Late in the day I was asked if my child would be available to help with the next event at the extracurricular activity mentioned above. This event takes place three hours from here on a weekend during which all but me and this particular child have prior commitments. My SIL says, "I got roped into serving a dinner for 40 and I could use all the help I can get." (Notice though, she asked to invite my child, not me. Apparently she forgot to add "....except for you, lkb") I said I would have to check our calendar to be sure.
You know what I noticed? She didn't ask if your kid would like to enjoy the activity.
She asked if your kid could work at this activity.
Don't lose sight of that. That's not an invitation. Your child wasn't invited.
Your child was recruited. (Well, OK, not successfully--but that's what that was. A recruitment attempt. Not an invitation.)
This. So much this.
This situation reminds me of a memorable telephone conversation in which I was involved when I was about 13 or so, and beginning to go through the confirmation classes and such at the church my family attended. That was also the age at which you were invited to join the youth group at the church.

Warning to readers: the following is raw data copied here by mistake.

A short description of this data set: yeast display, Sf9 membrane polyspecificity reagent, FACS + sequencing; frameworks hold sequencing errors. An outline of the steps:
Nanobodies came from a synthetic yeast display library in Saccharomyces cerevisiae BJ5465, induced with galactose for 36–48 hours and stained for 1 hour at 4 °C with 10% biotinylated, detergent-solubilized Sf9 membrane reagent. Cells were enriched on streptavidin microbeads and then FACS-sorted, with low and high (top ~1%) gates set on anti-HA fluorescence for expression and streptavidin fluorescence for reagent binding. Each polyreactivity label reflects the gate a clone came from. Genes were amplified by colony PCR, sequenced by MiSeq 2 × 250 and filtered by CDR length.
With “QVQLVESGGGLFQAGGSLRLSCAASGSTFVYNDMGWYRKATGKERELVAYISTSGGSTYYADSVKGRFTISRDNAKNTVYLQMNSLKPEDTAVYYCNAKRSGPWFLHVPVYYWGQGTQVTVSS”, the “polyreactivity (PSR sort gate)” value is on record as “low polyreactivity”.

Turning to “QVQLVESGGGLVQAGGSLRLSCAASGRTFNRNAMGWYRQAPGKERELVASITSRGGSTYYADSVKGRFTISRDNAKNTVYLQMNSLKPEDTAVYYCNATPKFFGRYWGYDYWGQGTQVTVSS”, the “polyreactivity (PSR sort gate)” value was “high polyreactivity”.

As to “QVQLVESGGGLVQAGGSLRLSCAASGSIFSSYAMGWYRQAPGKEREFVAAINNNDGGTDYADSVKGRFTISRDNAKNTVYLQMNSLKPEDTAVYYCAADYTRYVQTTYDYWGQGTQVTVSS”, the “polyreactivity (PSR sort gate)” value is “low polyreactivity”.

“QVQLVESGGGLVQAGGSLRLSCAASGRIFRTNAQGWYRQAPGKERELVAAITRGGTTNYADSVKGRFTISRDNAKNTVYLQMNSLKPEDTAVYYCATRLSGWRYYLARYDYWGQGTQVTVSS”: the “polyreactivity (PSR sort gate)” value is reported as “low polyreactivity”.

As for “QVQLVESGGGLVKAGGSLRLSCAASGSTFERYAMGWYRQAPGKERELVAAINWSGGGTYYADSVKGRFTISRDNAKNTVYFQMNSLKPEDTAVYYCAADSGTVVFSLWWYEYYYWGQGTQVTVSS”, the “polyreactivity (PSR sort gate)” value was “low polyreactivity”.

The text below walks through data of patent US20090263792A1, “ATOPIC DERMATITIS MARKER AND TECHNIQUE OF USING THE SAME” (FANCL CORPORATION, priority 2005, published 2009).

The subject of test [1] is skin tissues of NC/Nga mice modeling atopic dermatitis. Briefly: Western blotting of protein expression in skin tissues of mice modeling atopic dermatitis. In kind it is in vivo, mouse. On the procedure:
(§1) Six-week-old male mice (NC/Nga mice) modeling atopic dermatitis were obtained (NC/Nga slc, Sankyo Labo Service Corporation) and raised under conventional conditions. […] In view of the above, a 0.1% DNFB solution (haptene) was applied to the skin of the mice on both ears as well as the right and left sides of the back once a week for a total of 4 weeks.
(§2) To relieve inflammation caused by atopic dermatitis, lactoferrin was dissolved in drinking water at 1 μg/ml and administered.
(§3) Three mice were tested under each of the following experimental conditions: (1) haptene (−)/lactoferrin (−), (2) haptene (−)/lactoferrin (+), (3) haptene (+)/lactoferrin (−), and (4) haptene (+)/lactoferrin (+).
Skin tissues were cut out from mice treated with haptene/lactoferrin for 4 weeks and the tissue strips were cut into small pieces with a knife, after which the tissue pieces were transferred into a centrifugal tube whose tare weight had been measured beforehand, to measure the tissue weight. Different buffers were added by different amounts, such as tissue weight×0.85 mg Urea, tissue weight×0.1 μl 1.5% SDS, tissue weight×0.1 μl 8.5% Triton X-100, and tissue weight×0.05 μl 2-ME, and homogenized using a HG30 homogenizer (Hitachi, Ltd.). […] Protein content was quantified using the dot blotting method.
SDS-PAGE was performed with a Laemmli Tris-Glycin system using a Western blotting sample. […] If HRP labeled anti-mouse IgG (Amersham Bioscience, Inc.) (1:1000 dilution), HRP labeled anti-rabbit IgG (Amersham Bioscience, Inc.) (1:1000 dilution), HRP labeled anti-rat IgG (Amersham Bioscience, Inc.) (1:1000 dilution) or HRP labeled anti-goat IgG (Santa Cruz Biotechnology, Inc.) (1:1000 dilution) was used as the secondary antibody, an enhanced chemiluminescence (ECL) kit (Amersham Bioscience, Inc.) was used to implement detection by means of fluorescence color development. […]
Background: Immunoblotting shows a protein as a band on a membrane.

So, I was at home one day, minding my own business, when the phone rang. Mom answered the phone, and then said it was for me. So I said "hello," only to hear in response (no "hello," no "this is X,") "You have to come and help at the Youth Group soup and sandwich lunch on Sunday."
I reflexively replied "No, I don't." (Seriously, there was almost no conscious thought involved...it was out before I knew I was going to say it.)
"Well, why not?"
"Because I'm not in Youth Group. Bye now." ::click::
They never tried to voluntell me for anything, ever again. I also didn't go to the Youth Group events. Considering that most of those involved in Youth Group had bullied me pretty mercilessly most of the way through elementary school, I didn't consider it much of a loss. Mom was a little upset with me for not being more polite about it, but she did understand.
(Basically, we lived in the country, more or less between two towns. I went to school in one, but we went to church in the other. So most of the kids who went to that church went to school in that town, so I was very much the outsider, and very much treated as such.)
Good for you for not making your child do this for the sake of "family." Much better for him to have a fun, memorable day with you.